Even More Facts You Didn't Know About Johnson & Johnson
Strange But True: The Baby Powder that Helped Launch a Rocket
1. JOHNSON’S® Baby Powder was used by NASA to help insure the successful launch of the Apollo 8 spacecraft in 1968. The rocket had a rubber strip holding together a covering that protected a measuring instrument. NASA needed a means to insure that the rubber strip could slide off freely during the rocket’s launch. A NASA engineer used some JOHNSON’S® Baby Powder that he brought in from home. It did the job so well that he planned to use it on all subsequent Apollo launches. [The Bulletin, The J&J Employee Magazine, February/March 1969, Vol. XXVII, No. 2, p. 10]
2. In 1970, advice columnist Ann Landers noted in her nationally syndicated newspaper column that Johnson & Johnson in New Brunswick, N.J. had “the most immaculate and best laid out ladies room I’ve ever seen anywhere….” Ann Landers presumably travelled quite a bit, so that recognition was a singular honor. [The Bulletin, the Johnson & Johnson Employee Magazine, August 1970, Volume 28, No. 6]
Some of the Company's Early Medicated Plasters
3. Medicated plasters, one of our earliest products in the 1800s, could not be manufactured on very humid days, because the humidity interfered with the manufacturing process. (Which must have been challenging in the pre-air conditioning days over 100 years ago in humid Central New Jersey, where the plasters were manufactured.)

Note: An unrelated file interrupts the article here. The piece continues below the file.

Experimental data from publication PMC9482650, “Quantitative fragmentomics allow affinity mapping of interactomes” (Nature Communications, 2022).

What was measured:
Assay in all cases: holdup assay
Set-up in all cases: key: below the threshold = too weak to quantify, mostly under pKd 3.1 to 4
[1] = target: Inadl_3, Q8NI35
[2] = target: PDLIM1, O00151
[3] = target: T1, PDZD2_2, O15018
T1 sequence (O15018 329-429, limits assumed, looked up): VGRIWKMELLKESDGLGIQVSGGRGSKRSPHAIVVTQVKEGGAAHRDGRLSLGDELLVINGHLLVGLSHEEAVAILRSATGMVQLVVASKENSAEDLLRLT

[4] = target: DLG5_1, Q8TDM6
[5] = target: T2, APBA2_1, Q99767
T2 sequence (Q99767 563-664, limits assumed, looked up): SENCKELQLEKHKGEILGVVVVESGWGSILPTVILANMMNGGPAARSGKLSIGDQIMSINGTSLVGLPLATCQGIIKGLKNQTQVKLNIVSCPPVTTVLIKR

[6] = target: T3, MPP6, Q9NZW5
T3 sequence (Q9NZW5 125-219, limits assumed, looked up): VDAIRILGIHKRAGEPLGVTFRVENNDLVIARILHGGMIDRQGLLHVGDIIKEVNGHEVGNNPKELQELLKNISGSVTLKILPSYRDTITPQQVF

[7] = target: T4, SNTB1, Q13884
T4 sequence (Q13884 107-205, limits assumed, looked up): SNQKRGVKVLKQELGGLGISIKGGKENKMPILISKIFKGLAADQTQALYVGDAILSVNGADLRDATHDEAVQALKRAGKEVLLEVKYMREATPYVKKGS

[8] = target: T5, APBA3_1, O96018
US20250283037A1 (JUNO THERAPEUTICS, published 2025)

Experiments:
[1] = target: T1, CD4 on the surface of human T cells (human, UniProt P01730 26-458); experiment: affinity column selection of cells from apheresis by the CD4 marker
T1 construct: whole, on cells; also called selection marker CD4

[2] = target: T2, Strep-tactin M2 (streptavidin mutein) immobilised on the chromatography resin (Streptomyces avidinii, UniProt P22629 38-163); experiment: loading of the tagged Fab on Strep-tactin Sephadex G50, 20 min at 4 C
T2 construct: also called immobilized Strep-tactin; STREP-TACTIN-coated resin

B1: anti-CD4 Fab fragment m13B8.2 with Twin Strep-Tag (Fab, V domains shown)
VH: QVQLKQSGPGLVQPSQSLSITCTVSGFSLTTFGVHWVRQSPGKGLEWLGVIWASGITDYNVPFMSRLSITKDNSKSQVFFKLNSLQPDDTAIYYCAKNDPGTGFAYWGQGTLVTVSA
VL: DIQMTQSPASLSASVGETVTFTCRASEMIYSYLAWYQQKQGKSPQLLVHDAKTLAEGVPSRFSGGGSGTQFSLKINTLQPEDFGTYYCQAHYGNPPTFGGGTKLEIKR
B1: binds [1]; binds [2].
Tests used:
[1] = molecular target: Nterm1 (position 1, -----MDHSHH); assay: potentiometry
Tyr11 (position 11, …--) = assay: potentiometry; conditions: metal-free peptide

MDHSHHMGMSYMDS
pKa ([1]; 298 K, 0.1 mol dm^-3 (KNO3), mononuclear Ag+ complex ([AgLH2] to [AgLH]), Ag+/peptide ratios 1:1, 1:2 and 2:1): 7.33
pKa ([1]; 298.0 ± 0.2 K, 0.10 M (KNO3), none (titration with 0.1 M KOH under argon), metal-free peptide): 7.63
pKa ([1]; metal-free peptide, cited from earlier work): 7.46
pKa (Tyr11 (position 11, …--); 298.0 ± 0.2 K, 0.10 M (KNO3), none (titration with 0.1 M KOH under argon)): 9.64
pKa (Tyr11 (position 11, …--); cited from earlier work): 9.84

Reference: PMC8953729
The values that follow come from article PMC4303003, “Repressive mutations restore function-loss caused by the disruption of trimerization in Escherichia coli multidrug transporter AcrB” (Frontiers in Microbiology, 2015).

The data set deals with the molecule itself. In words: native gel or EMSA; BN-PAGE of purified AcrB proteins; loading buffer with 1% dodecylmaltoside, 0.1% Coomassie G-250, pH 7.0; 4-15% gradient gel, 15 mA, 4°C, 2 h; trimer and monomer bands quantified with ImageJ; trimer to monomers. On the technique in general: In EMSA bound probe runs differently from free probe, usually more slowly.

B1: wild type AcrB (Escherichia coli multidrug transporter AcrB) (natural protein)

James Wood Johnson
4. In 1918 Company president James Wood Johnson was presented with an award by the Russian government for supplying something that helped the Russian army during World War I. (Russia and the U.S. were allies during World War I.) Was it sterile bandages or dressings? No: it was horseshoes. Johnson had bought an interest in the Neverslip Horseshoe Company in New Brunswick, which had filled the largest order in its history for the Russian cavalry. We still have one of the horseshoes in our archives today.
McNeil family pharmacy: the origin of one of our operating companies
5. Company founder Robert Wood Johnson, Scientific Director Fred Kilmer, Revra DePuy (founder of our affiliate company DePuy, Inc.), and the McNeil family (founders of McNeil Laboratories, which became part of the Johnson & Johnson Family of Companies in 1959) all had one thing in common. What was it? They all started their careers in retail pharmacies.
Philip B. Hofmann
6. Philip B. Hofmann, chairman and chief executive officer of Johnson & Johnson from 1963 to 1973, spent part of his early career here successfully selling the Company’s most notoriously hard to sell product: Lister’s Dog Soap. And by the way, Hofmann’s father -- who steered his son toward joining Johnson & Johnson -- was a retail pharmacist too.
7. When television became part of American life in the early 1950s, Johnson & Johnson became one of its first major sponsors with TV ads and sponsorship of specific shows. Some of the early shows the Company sponsored were The Adventures of Robin Hood, The Donna Reed Show, Cheyenne and Gunsmoke.